The government will today release figures showing that the U.K. exceeded E.U. recycling targets last year, after nearly two thirds of all packaging produced was recycled.
The data from the Department for Environment, Food and Rural Affairs (Defra) and the Environment Agency showed that last year U.K. businesses "contributed to the recovery" of more than seven million tonnes of packaging of which 6.6 million tonnes were recycled.
It also calculated that recycling packaging materials resulted in around 8.9 million tonnes of CO2 emissions being avoided, equivalent to that generated by one-and-a-half million U.K. homes each year.
"This is a really significant achievement and shows that we are making good progress on the recycling of packaging," said environment minister Jane Kennedy. "Businesses which handle packaging have a vital role to play in reducing the amount of waste we're sending to landfill and I'm pleased to see they're doing their bit."
Environment Agency chief executive Dr Paul Leinster hailed the performance as "the best year yet for the amount of packaging waste recycled", but warned that while good progress was being made the Environment Agency was still ready to take legal action against firms who failed to comply with recycling regulations.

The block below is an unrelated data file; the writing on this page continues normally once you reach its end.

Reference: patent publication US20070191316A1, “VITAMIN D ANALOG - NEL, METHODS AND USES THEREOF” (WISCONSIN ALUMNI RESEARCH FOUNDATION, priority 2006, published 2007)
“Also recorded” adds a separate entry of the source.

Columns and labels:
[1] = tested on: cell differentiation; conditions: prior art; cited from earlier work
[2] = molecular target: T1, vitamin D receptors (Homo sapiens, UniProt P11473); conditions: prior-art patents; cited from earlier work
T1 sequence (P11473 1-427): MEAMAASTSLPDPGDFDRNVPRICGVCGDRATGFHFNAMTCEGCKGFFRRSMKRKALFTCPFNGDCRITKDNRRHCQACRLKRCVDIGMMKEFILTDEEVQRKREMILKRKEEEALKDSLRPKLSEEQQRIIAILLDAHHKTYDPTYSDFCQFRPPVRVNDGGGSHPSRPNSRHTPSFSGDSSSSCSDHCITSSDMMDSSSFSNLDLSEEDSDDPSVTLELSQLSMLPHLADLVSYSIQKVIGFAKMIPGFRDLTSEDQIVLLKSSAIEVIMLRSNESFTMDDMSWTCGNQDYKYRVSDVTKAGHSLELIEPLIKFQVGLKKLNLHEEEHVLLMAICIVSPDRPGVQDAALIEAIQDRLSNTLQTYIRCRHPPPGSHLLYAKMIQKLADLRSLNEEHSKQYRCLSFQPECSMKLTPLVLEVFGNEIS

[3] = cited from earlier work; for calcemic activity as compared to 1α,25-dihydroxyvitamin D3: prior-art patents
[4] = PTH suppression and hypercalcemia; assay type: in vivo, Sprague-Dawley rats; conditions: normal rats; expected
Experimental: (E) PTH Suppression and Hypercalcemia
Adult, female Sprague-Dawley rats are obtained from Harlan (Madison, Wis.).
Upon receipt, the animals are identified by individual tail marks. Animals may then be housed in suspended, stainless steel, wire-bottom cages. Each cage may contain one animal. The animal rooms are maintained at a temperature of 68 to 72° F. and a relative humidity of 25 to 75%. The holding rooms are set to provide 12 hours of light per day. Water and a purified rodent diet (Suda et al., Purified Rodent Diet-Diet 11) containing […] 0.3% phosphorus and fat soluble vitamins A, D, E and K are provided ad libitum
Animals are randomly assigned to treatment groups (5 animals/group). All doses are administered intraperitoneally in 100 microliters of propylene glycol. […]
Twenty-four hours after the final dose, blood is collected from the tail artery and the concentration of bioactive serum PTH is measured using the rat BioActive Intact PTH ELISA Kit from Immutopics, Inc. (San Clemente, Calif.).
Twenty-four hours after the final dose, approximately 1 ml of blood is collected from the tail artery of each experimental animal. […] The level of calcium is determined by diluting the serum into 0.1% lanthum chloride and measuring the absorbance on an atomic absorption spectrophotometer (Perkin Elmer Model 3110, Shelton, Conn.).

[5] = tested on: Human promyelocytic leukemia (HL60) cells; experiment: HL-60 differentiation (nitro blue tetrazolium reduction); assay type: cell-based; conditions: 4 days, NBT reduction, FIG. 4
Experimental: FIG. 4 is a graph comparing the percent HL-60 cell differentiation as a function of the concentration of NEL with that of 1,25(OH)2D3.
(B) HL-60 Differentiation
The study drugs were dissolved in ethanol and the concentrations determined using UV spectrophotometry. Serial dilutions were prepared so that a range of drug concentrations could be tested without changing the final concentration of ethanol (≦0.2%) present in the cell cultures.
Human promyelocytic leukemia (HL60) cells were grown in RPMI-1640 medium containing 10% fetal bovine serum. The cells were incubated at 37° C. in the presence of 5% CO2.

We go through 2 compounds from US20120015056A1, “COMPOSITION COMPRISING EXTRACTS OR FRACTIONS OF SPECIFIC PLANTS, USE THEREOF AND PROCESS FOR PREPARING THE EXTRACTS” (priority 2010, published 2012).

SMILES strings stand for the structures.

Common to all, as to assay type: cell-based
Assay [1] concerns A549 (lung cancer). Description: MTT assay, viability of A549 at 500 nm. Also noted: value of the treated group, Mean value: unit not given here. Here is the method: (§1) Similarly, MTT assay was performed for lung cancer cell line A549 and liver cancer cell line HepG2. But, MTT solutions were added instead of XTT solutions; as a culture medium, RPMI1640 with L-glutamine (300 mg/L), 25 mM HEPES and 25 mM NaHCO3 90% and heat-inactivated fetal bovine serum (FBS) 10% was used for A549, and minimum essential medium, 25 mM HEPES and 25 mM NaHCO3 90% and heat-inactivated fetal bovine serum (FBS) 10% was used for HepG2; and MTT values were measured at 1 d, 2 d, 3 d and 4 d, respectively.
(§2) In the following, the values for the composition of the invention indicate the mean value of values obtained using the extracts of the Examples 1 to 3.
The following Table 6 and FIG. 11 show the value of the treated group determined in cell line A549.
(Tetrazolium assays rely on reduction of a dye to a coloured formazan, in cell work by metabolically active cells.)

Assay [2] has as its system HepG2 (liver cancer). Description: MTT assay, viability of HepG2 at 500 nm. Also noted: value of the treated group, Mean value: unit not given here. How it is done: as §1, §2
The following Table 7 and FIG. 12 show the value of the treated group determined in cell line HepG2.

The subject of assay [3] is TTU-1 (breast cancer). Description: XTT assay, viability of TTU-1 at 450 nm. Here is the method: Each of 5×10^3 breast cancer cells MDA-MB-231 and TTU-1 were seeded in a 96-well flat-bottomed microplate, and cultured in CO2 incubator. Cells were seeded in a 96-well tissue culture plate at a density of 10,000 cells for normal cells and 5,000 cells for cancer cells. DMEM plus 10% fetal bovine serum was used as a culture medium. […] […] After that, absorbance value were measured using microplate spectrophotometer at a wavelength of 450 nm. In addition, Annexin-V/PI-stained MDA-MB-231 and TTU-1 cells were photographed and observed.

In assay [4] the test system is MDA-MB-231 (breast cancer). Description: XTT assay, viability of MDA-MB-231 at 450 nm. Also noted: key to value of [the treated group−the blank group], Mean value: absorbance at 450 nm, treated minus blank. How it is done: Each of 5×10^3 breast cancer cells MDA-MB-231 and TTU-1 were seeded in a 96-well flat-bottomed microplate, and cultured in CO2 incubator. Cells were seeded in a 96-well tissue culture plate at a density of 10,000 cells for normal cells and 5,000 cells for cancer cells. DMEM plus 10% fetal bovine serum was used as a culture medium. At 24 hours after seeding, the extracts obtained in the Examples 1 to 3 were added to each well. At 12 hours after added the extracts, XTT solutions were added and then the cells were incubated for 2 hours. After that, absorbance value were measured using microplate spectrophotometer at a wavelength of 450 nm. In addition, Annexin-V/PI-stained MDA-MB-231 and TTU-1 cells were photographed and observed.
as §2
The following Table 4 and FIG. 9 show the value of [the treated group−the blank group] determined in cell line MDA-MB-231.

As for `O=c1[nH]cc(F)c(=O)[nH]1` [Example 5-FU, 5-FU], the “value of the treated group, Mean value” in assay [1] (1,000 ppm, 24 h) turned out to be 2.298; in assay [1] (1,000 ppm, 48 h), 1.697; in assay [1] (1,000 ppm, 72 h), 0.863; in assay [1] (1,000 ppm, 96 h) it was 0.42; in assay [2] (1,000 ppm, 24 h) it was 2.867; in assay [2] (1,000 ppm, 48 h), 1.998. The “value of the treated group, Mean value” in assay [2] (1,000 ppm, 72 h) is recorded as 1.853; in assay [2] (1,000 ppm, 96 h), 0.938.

The government's recycling targets were handed down by E.U. regulators which set minimum limits for recycling 55 per cent and recovering 60 per cent of packaging across the year.
Defra said the U.K. also met all its specific targets for different types of packaging, including exceeding the 60 per cent recycling target for paper by recycling almost 80 per cent of paper packaging. Targets for glass, metal and wood were also met, although the U.K. only just reached the minimal 22.5 per cent target for plastic packaging, recycling 23.7 per cent of the waste collected.
However, despite improvements in recycling rates some environmental groups remain convinced that not enough is being done to curb packaging levels in the first place.
A recent study from the Local Government Association found that on average 40 per cent of the packaging in a typical shopping basket could not be recycled, prompting calls from councils for the government to crackdown on excess packaging.
The councils plea for greater government action was echoed by Friends of the Earth's Michael Warhurst, who said the government should "force supermarkets to cut out waste by toughening up targets for recyclable packaging."
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